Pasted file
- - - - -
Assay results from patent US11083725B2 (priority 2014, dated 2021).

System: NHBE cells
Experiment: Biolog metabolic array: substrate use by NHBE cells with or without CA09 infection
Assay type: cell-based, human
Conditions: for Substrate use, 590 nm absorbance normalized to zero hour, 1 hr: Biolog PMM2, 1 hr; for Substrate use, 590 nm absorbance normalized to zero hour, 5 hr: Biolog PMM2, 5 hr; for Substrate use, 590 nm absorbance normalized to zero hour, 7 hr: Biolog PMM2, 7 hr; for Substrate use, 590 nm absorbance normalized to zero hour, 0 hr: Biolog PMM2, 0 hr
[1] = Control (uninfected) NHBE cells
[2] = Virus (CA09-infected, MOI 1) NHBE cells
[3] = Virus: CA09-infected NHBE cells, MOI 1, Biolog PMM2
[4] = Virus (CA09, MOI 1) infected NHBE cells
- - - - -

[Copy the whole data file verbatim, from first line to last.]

Assay results from patent US11083725B2 (priority 2014, dated 2021).

System: NHBE cells
Experiment: Biolog metabolic array: substrate use by NHBE cells with or without CA09 infection
Assay type: cell-based, human
Conditions: for Substrate use, 590 nm absorbance normalized to zero hour, 1 hr: Biolog PMM2, 1 hr; for Substrate use, 590 nm absorbance normalized to zero hour, 5 hr: Biolog PMM2, 5 hr; for Substrate use, 590 nm absorbance normalized to zero hour, 7 hr: Biolog PMM2, 7 hr; for Substrate use, 590 nm absorbance normalized to zero hour, 0 hr: Biolog PMM2, 0 hr
[1] = Control (uninfected) NHBE cells
[2] = Virus (CA09-infected, MOI 1) NHBE cells
[3] = Virus: CA09-infected NHBE cells, MOI 1, Biolog PMM2
[4] = Virus (CA09, MOI 1) infected NHBE cells